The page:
With Google’s announcement that pay-per-action (PPA) ads are launching beta (on AdSense) the world of optimization and analytics may be forever changed, or not. As it works, you get to name your price and it will be Google that is measuring conversion and optimizing the serving of ads based on PPA.
This becomes a real game changer if this model ever hits the SERPs. That would effectively squash affiliate marketing as we know it and roll it up into SEM. I don’t think this will happen for three reasons.
1. Advertisers are already getting incredible ROI from PPC on the SERPs.
2. The click fraud problem in the SERPs is overrated.
3. Google has a great formula for revenue and profitability with PPC and Quality Score in place.
At the outset, while an incredibly interesting and somewhat predictable development, it is not going to have much of a factor in the worlds of SEM and Affiliate Marketing. This is simply because with a few exceptions conversion (or action) rates on contextual ads are very low. The net impact may be that more of these ads are run because marketers that had turned off these campaigns due to high CPA and will now activate them again with this model available. This will give Google a lot more contextual ad inventory though I’m not sure how they will leverage this.
No question that part of Google’s PPA/CPA strategy is to drive Google Analytics adoption. For reporting reasons it is required that you have GA to participate. I have been hearing some mixed commentary for months on how well Google is doing with both GA adoption and support to their install base, including the Website Optimizer. They have certainly made this a priority internally as there have been a slew of new hires and some big names brought on board as well.
Part of their GA strategy may be to have SEM agencies to start using GA instead of their own bid management tools. I’m aware of at least one agency that recently bid on an RFP that included GA and Website Optimizer as part of their package even though they have their own bid management software and they are not an authorized support partner of either Google service. This strikes me as not a good direction for any client to take. There are some interesting dynamics for businesses to start sharing their critical customer acquisition costs with Google.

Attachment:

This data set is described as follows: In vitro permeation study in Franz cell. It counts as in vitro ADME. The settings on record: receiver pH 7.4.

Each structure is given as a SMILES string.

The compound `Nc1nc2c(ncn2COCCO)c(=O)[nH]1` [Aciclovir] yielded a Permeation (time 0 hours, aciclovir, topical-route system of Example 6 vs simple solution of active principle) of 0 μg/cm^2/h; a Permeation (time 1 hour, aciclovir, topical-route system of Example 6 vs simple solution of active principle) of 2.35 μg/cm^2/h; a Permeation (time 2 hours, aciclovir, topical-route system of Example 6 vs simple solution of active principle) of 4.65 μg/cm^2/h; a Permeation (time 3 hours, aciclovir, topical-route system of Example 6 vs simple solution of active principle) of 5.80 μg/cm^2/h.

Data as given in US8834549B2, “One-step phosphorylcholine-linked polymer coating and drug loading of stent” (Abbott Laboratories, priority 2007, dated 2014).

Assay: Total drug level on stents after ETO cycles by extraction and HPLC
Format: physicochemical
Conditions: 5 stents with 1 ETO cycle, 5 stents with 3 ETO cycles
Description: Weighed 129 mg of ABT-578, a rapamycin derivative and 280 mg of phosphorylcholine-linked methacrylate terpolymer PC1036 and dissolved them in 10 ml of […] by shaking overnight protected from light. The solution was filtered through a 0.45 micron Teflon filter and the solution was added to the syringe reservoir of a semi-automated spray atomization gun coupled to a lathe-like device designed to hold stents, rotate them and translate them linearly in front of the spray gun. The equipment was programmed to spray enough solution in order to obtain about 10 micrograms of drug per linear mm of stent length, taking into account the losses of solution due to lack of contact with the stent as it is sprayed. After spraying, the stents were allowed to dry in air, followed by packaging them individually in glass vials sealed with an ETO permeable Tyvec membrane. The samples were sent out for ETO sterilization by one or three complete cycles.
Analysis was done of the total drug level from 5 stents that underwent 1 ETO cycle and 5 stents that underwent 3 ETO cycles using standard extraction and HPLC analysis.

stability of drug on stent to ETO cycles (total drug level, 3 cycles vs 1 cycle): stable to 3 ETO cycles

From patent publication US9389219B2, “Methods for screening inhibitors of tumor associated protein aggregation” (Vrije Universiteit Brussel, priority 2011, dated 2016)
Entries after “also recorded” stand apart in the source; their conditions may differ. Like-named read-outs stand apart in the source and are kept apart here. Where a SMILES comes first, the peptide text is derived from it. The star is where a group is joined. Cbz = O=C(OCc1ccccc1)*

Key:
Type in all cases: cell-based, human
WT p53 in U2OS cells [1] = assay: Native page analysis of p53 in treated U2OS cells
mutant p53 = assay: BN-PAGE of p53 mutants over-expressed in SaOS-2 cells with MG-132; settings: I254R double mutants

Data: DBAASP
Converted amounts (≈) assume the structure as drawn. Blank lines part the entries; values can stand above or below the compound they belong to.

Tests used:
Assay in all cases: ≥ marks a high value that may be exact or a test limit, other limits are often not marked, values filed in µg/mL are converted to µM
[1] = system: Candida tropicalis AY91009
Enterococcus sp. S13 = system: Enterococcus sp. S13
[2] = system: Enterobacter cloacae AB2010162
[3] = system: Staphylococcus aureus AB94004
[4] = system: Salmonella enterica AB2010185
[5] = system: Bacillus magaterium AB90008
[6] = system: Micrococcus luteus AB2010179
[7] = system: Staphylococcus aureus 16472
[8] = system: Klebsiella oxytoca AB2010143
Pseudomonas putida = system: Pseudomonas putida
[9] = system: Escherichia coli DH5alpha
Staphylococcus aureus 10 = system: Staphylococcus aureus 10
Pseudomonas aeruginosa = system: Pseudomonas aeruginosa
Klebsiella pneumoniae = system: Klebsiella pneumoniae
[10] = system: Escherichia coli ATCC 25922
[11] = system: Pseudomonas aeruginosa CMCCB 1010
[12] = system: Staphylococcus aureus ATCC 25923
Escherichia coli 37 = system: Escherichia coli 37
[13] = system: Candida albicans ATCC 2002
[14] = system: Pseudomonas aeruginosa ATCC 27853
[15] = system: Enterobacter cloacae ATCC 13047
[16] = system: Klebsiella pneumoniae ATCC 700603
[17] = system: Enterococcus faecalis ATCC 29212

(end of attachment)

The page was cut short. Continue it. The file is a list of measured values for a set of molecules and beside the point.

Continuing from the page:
I do applaud Google’s desire to continue focusing on relevance and optimization. Mass adoption of PPA would dramatically lower their short-term AdSense revenue, a key component of their earnings and profitability. Possibly the successful adoption of Quality Score from a revenue generation perspective has made this idea practical. Of course there is also a huge anti-click fraud component to this strategy.
The strangest part of this entire announcement is the introduction of a new ad format for Google, text links. It’s fascinating to me that Google would roll this out without any known testing since beta for Google means a formal release for anyone else. Text links in themselves have always been a high performer for purposes of click through so these may actually work pretty well. According to Google the infamous “Ads by Google” will appear on a mouseover of the link to let users know it is an ad but this still seems to run counter to so much of what Google espouses about ads and user experience. First off it is interruptive without being helpful. Second, you do not know who bought the link or where the link takes you. Likely these links will be used to fool visitors into going to a site much the way AdSense currently preys upon unsuspecting web neophytes. If anything is a shot at the heart to the affiliate networks this is it.
Nothing like having your future held in limbo by Google, but then again, don’t we all?